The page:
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Hollywood Strikes Highlight the Plight of South African Actors: A Call for Change

Stop the Exploitation of South African Actors: An Urgent Call for Basic Rights! Click here to sign the petition.

The South African Guild of Actors asks that you lend your voice to our call for critical intervention to halt unfair discrimination and gross exploitation in the entertainment industry. We hereby implore the Departments of Trade, Industry and Competition (DTIC); Employment and Labour (DEL); the International Labour Organisation (ILO); and the Human Rights Commission (HRC) to intervene urgently. South African actors deserve fair treatment and the right to negotiate contracts that safeguard our livelihoods.

SAGA has pledged support for our American colleagues as they unite in protest against contract demands that threaten their livelihoods. Over 160,000 professionals have stopped working to send a powerful message to film studios and streaming platforms. As we stand in solidarity with our affiliates we rightly reflect on our own vulnerabilities in the face of powerful corporate forces. 

The members of SAG-Aftra are exercising their legal rights to secure a better deal, while South African actors are denied the same basic entitlements. It is forbidden for South African actors to strike, to form unions, or to engage in collective bargaining, leaving us vulnerable to unfair contract terms unilaterally imposed by producers, broadcasters and streaming platforms.

Our American counterparts benefit from the globally recognised process of collective bargaining. But the harsh reality for South African actors is that any attempt to hold collective discussions can lead to prosecution for collusion and anti-competitive behaviour, and the penalties are high. This stark contrast illustrates the levels of abuse South African actors and other creatives in the entertainment industry are expected to endure. The uncomfortable truth is that a raft of legislation in South Africa sanctions the levels of exploitation actors face; if it’s not competition law that lets us down, the labour law is there to put the boot in.

South African actors are coerced into contracts that strip us of fundamental constitutional rights, and it is time for our democratically elected legislators to sit up and take note. The terms imposed on us surpass the issues at the heart of the current American strike. These contracts seek to grant producers extensive rights over the actors’ image, voice, and likeness, with no compensation in return. Additionally, they aim to deny actors their statutory moral and economic rights, as outlined in the Copyright Amendment Bill and Performers’ Protection Amendment Bill. This dire situation leaves creatives powerless and without recourse.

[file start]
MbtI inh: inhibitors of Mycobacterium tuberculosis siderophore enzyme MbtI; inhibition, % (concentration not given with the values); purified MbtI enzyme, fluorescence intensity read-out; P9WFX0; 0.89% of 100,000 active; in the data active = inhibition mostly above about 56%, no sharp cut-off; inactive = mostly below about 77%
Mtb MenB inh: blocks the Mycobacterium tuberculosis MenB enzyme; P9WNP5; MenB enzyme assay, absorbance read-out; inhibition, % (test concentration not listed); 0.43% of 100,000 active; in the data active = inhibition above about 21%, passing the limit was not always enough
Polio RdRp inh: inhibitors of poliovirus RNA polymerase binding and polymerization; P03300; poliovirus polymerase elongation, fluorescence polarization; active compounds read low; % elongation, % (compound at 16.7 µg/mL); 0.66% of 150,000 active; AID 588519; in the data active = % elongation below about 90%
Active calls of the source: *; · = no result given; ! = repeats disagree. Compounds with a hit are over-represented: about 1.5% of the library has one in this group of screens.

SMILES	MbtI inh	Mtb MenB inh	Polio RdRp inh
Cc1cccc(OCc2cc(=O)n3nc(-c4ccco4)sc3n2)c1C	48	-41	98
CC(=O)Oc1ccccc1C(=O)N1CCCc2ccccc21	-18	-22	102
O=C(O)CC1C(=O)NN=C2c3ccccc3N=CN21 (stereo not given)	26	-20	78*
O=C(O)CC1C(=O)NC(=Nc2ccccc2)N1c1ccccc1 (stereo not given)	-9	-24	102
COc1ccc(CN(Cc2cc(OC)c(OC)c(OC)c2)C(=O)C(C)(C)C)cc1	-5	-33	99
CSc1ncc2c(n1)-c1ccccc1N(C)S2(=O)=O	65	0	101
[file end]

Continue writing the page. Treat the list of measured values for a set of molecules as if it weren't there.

Key Issues embedded in South African Actor Contracts- with specific examples:

1. Exclusive Use of Image, Likeness, and Voice: Producers assert their right to capture and digitise an actor’s image, likeness, and voice for exclusive future use across any medium, in perpetuity, and without further compensation.

2. Denial of Statutory Rights: These contracts aim to prospectively deny actors their statutory moral and economic rights, which are currently under consideration in parliamentary bills.

3. Freedom of Association: Actors are prohibited from joining any organisation, union, or guild engaged in collective bargaining, effectively curbing our constitutional right to freedom of association.

4. Force Majeure Clauses: Producers reserve the right to declare force majeure if a production fails to secure grant payments from the Department of Trade, Industry and Competition (DTIC), thereby withholding performance fees due to the actor.

The disparity between the rights of American and South African actors is glaring. While American actors stand united in their fight for fair contract terms, their South African counterparts face an uphill battle. It is imperative that we come together to support the cause of local actors, advocating for the right to negotiate contracts that protect our interests and uphold our constitutional rights. Signing the petition is a crucial step towards effecting this change. Stand with us in solidarity as we strive for a more equitable future for South African creatives in the entertainment industry.

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